Jewish leader warns of danger but says Nazi era won't return

December 22, 1992|By Carl Schoettler | Carl Schoettler,Berlin Bureau

BERLIN -- Ignatz Bubis, the leader of the German Jewish community, will bring a "more or less" hopeful message today to a World Jewish Congress meeting in New York called to discuss what can be done to combat racism, xenophobia and anti-Semitism in Germany and Europe.

"I will tell them as it is," said Mr. Bubis, a successful Frankfurt real estate investor and developer who survived the Nazi work camps.

"There is a danger here," he said, during a phone conversation.

"But it is not like [what] is sometimes shown during 15 minutes [on television] that the whole country here is burning. It is not like this. . . .

"This is not to be compared with 1933 [the year Hitler and the Nazis took power]," he said. "It's another generation. It's another situation. You can in no way compare them."

He doesn't believe the Nazi era can be repeated.

"I believe in German democracy," he said.

Mr. Bubis will be the guest of honor and main speaker today at the meeting in New York of a coalition of 64 U.S. Jewish groups led by the World Jewish Congress.

He became the chief spokesman for German Jews after the death in August of Heinz Galinski, who had led the community virtually since the end of World War II.

Mr. Bubis, 65, was born in Breslau, a city in the Silesian region of Germany that was ceded to Poland after the war and is now called Wroclaw. His family fled to Poland with the rise of Hitler, but was caught by the Nazi invasion in 1939.

His father died in the Treblinka death camp and his brother and sister vanished in the chaos of the war. He survived the work camps and a postwar series of displaced-person camps. He returned to Germany after 1945.

"I don't understand this rise in violence," he said. He is not personally afraid. He went to Rostock, where the wave of violence began in August. He upbraided a city official who suggested Israel, not Germany, was "really" his homeland.

"I am not hesitating," he said, when confronted with what he sees as anti-Semitism.

He said anti-Semitism in Germany is not declining.

"There is no doubt an open anti-Semitism here," he said, "which also didn't grow up in the last years. It only became more open."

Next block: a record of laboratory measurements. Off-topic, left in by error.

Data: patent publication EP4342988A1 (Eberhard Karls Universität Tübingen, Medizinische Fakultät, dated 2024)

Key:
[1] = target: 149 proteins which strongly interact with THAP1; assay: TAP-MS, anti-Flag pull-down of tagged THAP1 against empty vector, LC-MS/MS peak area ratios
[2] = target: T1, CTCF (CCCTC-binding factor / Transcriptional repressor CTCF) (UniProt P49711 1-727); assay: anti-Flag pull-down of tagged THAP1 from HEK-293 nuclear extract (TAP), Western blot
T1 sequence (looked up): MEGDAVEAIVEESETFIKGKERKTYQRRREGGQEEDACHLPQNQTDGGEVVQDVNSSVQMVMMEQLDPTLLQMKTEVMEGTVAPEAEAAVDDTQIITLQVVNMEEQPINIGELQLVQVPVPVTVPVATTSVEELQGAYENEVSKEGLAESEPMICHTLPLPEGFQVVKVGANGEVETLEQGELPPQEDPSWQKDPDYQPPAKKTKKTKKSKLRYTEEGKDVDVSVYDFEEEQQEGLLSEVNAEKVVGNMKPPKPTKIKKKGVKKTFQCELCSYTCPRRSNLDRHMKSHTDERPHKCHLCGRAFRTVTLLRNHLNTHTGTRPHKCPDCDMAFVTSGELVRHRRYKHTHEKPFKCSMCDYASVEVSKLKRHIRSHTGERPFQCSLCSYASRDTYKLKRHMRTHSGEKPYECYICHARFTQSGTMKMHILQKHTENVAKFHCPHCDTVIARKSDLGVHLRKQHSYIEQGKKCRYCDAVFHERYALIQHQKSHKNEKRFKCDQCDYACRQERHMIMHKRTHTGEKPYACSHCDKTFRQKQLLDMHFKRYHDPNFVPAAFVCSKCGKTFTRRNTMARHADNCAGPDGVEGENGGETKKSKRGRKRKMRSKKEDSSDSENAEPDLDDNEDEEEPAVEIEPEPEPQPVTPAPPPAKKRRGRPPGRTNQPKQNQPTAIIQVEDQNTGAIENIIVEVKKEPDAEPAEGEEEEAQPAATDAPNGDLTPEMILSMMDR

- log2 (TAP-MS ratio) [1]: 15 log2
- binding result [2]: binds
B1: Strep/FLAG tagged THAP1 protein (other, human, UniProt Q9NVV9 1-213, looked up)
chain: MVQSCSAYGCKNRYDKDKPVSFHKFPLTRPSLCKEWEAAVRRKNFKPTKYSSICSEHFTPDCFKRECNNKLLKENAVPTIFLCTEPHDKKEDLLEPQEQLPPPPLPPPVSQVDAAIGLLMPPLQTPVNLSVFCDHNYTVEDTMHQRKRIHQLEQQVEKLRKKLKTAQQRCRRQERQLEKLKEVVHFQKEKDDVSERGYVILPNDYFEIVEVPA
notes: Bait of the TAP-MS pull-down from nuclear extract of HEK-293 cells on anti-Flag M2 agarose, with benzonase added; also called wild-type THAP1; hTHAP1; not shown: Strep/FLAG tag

He gets "many" anti-Semitic letters. But many people now sign their names. "The really bad ones still are coming without names," he said. He never answers them.

Mr. Bubis said he won't bring any recommendations to the WJC meeting. "For the time being I don't see special needs," he said, when asked if there was something Jewish organizations outside Germany should do.

"But we have to watch the situation. I can't say what I will do tomorrow. I am not a prophet."

He opposes the commercial and tourist boycott of Germany reportedly proposed by some groups.

"It will not be helpful," he said.

He thinks a proposal that Jews arm themselves, made by the German-Jewish author Ralph Giordano, is "impossible."

"I am very strong against this," he said. "We have a legal government. It is the obligation of the government to support the citizens."

He called the idea that armed extremists should come from Israel to hunt down neo-Nazis "stupid."

But he agreed with critics who say that the government, in fact, has been slow in protecting its citizens.

"Government started very, very slowly, yes, no doubt," he said. "The government started only in the last few weeks to be stronger against these people."

"But now it's really becoming more strong," he added.

He said that judges especially should be tougher on violence.

"We don't need changes of the law," he said. "But the penalties should be stronger."

He was encouraged by recent mass demonstrations against xenophobia, racism and anti-Semitism.

"They are different signs that the public is reacting positively," he said.

Baltimore Sun Articles
Please note the green-lined linked article text has been applied commercially without any involvement from our newsroom editors, reporters or any other editorial staff.